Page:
Tucker
It’s always been out in that area, although every area in the county had some cattle scattered in it. Not today, but back in those days.

Youngers

No. Definitely not today. Now, when you were with the exchange office, you were telling me earlier about getting the new buildings, and even using this building, the county home building,[1] as an agricultural office. Could you tell me a little bit more about that?

Tucker
Alright. Let me back up before that. I probably developed more offices for the county than any other department head. When I became county agent in 1956, we were in the bottom floor of the courthouse. I called it the Salt Mine Section of the courthouse. And it was just basically one big room, which housed my office, the home economics agent’s office, and we had Agriculture Stabilization and Conservation [Service (ASCS)], the old AAA. That office was also in that area. And so, basically, and I was trying to develop part of the program that we provide in extension to farmers is information about agriculture. And some of the best information that Extension has available are the bulletins that they print on the various topics. So, I determined that we were going to have a—when I was working my way through college at the university, one of my jobs, I worked in the bulletin room. And we sent out to county agents all over the state. They would send in an order for so many bulletins of this, so many bulletins of that. And so I was involved in shipping those out to the various agents. So I was pretty well familiar with the—what was available in bulletins. And I determined, in Seminole County, we was[sic] going to have the best supply of bulletins south of Gainesville. And we did.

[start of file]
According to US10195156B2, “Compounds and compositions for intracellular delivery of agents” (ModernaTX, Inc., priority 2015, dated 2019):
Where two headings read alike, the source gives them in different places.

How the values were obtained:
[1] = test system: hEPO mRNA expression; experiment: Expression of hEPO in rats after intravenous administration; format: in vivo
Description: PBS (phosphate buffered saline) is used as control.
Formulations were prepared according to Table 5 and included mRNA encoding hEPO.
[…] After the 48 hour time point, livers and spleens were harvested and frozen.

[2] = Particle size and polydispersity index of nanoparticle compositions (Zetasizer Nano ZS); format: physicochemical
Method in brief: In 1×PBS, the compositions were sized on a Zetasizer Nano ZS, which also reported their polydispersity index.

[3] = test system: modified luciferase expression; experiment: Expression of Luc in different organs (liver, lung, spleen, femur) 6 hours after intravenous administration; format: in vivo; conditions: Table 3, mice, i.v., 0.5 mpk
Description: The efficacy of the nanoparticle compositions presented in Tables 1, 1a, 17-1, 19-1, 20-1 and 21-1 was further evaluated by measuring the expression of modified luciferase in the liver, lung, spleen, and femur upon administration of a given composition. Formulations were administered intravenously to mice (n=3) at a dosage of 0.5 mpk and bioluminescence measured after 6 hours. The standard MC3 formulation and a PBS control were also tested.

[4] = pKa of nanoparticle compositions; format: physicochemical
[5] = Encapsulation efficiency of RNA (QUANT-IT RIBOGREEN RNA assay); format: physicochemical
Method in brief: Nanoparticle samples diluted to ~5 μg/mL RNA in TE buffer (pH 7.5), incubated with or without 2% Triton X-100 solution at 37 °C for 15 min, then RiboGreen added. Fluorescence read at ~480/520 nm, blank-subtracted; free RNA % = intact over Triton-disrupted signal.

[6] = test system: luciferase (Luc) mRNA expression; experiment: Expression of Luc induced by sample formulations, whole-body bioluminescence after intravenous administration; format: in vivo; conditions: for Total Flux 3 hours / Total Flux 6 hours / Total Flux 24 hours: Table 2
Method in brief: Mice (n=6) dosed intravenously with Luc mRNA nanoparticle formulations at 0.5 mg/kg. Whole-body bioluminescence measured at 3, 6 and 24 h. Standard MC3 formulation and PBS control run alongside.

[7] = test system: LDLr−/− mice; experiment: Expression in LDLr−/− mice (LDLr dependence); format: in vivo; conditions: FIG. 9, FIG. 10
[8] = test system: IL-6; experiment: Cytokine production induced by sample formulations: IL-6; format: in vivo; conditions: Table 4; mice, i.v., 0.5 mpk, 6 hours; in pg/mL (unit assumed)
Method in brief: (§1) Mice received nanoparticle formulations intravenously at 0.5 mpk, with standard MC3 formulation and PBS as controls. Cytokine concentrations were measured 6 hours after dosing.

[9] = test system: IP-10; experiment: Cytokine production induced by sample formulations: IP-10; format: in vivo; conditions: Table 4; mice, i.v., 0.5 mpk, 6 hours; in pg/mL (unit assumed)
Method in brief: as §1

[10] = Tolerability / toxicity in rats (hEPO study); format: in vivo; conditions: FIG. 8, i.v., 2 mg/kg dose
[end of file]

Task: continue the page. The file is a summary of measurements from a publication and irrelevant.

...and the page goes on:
Youngers
Wow. What kind of things did the put out for bulletins? Was it like that tell of, like maybe a pest type thing for plants, or…

Tucker
Right. They would have a bulletin out on chinch-bug control. And a bulletin out on varieties of grasses. You name the topic, and they had it. In vegetables, there was a general vegetable production guide that gave how many pounds of seed, and how you would do for all the vegetables for growing a garden.

Youngers
So being down here in Seminole County and making more offices, and making more of this information available, you were very helpful to more of the general population here, to help them with their agriculture.

Tucker